And to expand on that last observation, the US pattern is very similar to the Japanese pattern, with CPI rising at a slower rate than the GDP implicit price deflator in the 1950s, and with a transition to faster rates of CPI inflation than GDP implicit price deflator inflation largely finished by the mid-1970s. I haven’t yet checked to see if other countries have the same pattern, but my intuition tells me that this will probably be true for most of the advanced nations.

    Incidentally, EPI’s Lawrence Mishel points out that the divergence between consumer and output prices alone accounts for the 34% of the wedge between productivity and median wage growth between 1973 and 2011:

    http://www.epi.org/blog/understanding-wedge-productivity-median-compensation/

    And in fact Marcus Nunes has a recent post (“Spinning Tales”) where he takes another EPI productivity-wage-wedge-graph (average wages) and makes the wedge vanish simply by using the PPI (the index used for putting the “real” in real productivity) instead of CPI for adjusting wages.

    So the point is that this “interesting phenomenon” has been around for 40 years, in more than one country, and has absolutely nothing to do with Abenomics or the Asian financial crisis.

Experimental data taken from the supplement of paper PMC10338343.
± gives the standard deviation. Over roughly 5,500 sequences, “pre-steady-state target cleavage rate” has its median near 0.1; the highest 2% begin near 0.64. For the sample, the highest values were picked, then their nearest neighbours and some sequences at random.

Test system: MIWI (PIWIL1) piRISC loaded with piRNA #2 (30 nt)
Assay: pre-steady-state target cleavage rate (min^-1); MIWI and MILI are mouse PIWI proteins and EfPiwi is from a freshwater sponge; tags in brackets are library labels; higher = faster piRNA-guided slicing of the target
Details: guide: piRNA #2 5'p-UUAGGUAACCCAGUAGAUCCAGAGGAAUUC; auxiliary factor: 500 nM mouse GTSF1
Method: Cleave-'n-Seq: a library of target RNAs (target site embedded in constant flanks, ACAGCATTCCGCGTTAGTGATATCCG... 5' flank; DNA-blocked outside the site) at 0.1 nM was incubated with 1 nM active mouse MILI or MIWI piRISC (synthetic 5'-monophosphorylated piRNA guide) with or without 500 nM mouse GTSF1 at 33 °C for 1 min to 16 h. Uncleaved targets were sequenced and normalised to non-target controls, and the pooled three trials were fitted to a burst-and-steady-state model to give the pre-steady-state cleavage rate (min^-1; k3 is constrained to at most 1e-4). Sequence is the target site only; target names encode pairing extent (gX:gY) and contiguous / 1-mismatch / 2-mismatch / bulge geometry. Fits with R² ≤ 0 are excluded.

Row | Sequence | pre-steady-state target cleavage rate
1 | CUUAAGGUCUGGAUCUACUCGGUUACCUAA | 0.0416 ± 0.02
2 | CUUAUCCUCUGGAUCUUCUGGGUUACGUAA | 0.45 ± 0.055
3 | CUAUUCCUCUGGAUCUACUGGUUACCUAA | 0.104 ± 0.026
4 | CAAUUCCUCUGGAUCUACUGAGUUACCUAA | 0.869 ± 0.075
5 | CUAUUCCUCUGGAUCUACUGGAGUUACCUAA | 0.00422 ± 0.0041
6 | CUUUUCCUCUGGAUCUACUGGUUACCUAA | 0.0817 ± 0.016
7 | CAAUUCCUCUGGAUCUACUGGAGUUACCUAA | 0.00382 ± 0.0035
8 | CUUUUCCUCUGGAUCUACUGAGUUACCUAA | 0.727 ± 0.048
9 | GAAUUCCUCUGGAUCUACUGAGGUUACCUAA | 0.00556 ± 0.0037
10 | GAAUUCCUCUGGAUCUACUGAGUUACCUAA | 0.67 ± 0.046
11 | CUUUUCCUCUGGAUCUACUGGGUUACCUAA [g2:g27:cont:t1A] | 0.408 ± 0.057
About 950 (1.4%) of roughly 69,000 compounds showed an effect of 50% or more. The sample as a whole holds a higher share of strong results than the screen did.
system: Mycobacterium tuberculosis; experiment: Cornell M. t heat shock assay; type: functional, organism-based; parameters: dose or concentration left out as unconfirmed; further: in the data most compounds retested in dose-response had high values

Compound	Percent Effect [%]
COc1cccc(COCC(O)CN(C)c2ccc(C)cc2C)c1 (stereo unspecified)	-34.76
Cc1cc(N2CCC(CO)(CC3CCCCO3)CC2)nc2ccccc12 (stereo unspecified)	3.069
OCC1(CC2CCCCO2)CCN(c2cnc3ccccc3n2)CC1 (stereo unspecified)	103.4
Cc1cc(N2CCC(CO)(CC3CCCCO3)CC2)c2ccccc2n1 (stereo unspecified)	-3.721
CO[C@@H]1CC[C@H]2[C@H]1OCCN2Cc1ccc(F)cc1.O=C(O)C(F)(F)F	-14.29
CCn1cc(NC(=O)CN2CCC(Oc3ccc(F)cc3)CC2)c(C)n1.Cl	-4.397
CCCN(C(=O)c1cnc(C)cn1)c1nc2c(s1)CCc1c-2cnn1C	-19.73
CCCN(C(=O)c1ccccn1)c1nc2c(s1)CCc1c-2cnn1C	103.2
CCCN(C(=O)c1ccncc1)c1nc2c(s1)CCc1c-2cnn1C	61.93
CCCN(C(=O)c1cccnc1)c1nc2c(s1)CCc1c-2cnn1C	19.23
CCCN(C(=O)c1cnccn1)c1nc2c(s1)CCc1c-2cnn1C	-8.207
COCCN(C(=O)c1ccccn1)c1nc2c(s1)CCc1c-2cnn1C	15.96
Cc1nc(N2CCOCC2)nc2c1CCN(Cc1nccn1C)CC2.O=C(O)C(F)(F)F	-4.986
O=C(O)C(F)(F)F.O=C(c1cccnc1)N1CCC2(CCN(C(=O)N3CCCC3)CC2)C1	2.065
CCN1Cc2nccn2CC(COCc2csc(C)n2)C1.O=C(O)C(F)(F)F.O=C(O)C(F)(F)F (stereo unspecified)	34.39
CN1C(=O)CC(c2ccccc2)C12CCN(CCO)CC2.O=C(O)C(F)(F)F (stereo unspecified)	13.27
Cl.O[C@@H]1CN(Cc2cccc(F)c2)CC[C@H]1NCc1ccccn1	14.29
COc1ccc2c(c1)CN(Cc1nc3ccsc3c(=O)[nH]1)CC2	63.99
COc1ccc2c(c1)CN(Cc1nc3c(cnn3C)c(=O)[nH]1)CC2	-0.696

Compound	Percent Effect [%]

16. Gravatar of Mark A. Sadowski Mark A. Sadowski
    20. February 2014 at 13:00

    Scott,
    Off Topic.

    He’s at it again!

    http://krugman.blogs.nytimes.com/2014/02/20/key-stimulus-graphs/

    February 20, 2014

    Key Stimulus Graphs
    By Paul Krugman

    “I thought it might be useful to put up a few graphs that are key to how I think about the sad tale of fiscal policy in the Great Recession and afterwards…”

    Krugman presents three graphs. I have no real quarrel with graphs number one or three. It’s graph number two that drives me up the wall:

    “…Second, while there have been a number of studies using various approaches to estimate the impact of fiscal policy in a depressed economy, I think the really decisive evidence comes from differential austerity in Europe. Here’s a crude picture, simply comparing the change in IMF estimates of the cyclically adjusted budget balance with growth from 2009 to 2013: